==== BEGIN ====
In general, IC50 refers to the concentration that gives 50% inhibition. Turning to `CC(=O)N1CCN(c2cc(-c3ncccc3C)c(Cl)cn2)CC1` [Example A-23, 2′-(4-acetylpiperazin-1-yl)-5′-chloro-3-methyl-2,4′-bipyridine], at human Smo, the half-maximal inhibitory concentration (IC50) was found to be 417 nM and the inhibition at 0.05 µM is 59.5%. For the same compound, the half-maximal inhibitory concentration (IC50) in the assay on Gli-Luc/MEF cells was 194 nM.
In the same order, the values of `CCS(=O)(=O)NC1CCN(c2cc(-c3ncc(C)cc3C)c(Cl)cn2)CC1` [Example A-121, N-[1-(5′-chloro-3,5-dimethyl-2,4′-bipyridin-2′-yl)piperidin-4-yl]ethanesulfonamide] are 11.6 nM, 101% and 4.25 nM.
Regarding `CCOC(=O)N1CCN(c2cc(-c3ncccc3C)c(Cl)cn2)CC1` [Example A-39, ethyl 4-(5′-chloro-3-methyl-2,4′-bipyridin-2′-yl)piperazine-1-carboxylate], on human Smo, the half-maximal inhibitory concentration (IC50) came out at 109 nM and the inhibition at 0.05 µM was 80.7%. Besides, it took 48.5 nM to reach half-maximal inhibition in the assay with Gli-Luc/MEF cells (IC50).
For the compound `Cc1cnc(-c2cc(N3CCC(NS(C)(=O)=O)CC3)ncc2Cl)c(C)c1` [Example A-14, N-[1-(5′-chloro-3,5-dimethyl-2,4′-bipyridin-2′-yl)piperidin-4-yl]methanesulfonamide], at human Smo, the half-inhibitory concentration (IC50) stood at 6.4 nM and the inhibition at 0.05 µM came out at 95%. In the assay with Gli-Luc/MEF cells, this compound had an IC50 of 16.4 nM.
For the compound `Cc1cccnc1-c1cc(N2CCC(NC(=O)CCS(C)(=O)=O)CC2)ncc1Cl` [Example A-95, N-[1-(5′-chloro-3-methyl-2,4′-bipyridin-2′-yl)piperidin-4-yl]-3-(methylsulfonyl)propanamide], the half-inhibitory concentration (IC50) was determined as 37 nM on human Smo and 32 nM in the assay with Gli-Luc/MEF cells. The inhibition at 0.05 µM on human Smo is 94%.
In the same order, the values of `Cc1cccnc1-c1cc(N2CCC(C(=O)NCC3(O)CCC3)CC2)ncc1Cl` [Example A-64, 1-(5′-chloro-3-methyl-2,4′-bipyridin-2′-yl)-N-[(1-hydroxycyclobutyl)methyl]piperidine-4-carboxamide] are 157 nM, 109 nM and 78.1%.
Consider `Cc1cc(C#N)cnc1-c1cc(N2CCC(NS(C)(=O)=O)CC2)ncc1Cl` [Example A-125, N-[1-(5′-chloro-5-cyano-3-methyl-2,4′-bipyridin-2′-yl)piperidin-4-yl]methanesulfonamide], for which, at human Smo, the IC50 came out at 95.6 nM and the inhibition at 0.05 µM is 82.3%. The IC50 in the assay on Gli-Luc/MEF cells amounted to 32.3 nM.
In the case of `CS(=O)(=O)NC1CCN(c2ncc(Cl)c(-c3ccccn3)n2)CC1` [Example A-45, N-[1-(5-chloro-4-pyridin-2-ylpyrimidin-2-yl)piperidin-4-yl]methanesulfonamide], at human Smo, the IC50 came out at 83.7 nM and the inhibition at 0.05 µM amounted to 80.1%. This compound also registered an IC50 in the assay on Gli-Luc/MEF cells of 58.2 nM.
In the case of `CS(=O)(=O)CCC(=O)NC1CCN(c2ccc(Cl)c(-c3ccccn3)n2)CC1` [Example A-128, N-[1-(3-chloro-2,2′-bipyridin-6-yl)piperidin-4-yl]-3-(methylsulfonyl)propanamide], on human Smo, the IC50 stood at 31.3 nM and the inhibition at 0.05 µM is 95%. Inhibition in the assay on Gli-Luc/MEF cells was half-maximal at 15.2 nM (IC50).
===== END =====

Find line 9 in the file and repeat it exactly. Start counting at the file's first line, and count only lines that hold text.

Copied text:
In the case of `CS(=O)(=O)CCC(=O)NC1CCN(c2ccc(Cl)c(-c3ccccn3)n2)CC1` [Example A-128, N-[1-(3-chloro-2,2′-bipyridin-6-yl)piperidin-4-yl]-3-(methylsulfonyl)propanamide], on human Smo, the IC50 stood at 31.3 nM and the inhibition at 0.05 µM is 95%. Inhibition in the assay on Gli-Luc/MEF cells was half-maximal at 15.2 nM (IC50).